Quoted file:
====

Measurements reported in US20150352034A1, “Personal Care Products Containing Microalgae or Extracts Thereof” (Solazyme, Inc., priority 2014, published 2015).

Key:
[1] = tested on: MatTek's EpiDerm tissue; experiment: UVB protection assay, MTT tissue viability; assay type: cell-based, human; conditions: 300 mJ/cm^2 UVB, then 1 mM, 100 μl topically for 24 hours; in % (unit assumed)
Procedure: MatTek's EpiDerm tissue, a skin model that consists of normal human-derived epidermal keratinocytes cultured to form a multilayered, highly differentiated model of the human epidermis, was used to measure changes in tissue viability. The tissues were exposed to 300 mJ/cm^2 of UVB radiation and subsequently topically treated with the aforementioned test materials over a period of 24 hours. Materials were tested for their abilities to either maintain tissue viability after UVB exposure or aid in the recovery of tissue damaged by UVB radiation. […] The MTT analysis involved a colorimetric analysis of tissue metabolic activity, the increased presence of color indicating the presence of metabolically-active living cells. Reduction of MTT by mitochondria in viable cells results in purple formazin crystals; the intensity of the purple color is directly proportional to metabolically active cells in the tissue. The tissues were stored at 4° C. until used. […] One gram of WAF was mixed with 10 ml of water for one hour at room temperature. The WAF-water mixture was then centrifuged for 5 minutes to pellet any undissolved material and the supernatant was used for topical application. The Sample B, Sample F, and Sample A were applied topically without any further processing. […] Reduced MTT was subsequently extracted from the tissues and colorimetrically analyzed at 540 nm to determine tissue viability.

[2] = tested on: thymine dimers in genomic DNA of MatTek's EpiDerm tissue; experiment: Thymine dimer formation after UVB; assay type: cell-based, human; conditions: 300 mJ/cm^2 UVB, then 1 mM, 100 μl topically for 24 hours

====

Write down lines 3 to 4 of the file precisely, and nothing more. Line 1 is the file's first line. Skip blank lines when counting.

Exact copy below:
[1] = tested on: MatTek's EpiDerm tissue; experiment: UVB protection assay, MTT tissue viability; assay type: cell-based, human; conditions: 300 mJ/cm^2 UVB, then 1 mM, 100 μl topically for 24 hours; in % (unit assumed)
Procedure: MatTek's EpiDerm tissue, a skin model that consists of normal human-derived epidermal keratinocytes cultured to form a multilayered, highly differentiated model of the human epidermis, was used to measure changes in tissue viability. The tissues were exposed to 300 mJ/cm^2 of UVB radiation and subsequently topically treated with the aforementioned test materials over a period of 24 hours. Materials were tested for their abilities to either maintain tissue viability after UVB exposure or aid in the recovery of tissue damaged by UVB radiation. […] The MTT analysis involved a colorimetric analysis of tissue metabolic activity, the increased presence of color indicating the presence of metabolically-active living cells. Reduction of MTT by mitochondria in viable cells results in purple formazin crystals; the intensity of the purple color is directly proportional to metabolically active cells in the tissue. The tissues were stored at 4° C. until used. […] One gram of WAF was mixed with 10 ml of water for one hour at room temperature. The WAF-water mixture was then centrifuged for 5 minutes to pellet any undissolved material and the supernatant was used for topical application. The Sample B, Sample F, and Sample A were applied topically without any further processing. […] Reduced MTT was subsequently extracted from the tissues and colorimetrically analyzed at 540 nm to determine tissue viability.